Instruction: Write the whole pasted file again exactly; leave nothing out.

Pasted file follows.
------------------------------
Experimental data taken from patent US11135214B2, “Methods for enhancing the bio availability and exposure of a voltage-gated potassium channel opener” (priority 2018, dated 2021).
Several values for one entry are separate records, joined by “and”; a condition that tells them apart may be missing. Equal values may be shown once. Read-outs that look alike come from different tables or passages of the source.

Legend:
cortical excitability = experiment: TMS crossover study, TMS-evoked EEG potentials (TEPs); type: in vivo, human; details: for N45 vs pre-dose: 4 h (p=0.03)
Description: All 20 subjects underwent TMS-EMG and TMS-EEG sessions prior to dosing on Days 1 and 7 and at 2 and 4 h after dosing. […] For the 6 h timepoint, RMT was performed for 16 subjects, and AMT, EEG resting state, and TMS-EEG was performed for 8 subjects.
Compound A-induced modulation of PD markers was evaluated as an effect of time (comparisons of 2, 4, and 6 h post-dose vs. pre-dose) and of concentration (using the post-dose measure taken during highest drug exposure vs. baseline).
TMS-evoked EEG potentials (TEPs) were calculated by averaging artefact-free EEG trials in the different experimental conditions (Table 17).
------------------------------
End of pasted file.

Experimental data taken from patent US11135214B2, “Methods for enhancing the bio availability and exposure of a voltage-gated potassium channel opener” (priority 2018, dated 2021).
Several values for one entry are separate records, joined by “and”; a condition that tells them apart may be missing. Equal values may be shown once. Read-outs that look alike come from different tables or passages of the source.

Legend:
cortical excitability = experiment: TMS crossover study, TMS-evoked EEG potentials (TEPs); type: in vivo, human; details: for N45 vs pre-dose: 4 h (p=0.03)
Description: All 20 subjects underwent TMS-EMG and TMS-EEG sessions prior to dosing on Days 1 and 7 and at 2 and 4 h after dosing. […] For the 6 h timepoint, RMT was performed for 16 subjects, and AMT, EEG resting state, and TMS-EEG was performed for 8 subjects.
Compound A-induced modulation of PD markers was evaluated as an effect of time (comparisons of 2, 4, and 6 h post-dose vs. pre-dose) and of concentration (using the post-dose measure taken during highest drug exposure vs. baseline).
TMS-evoked EEG potentials (TEPs) were calculated by averaging artefact-free EEG trials in the different experimental conditions (Table 17).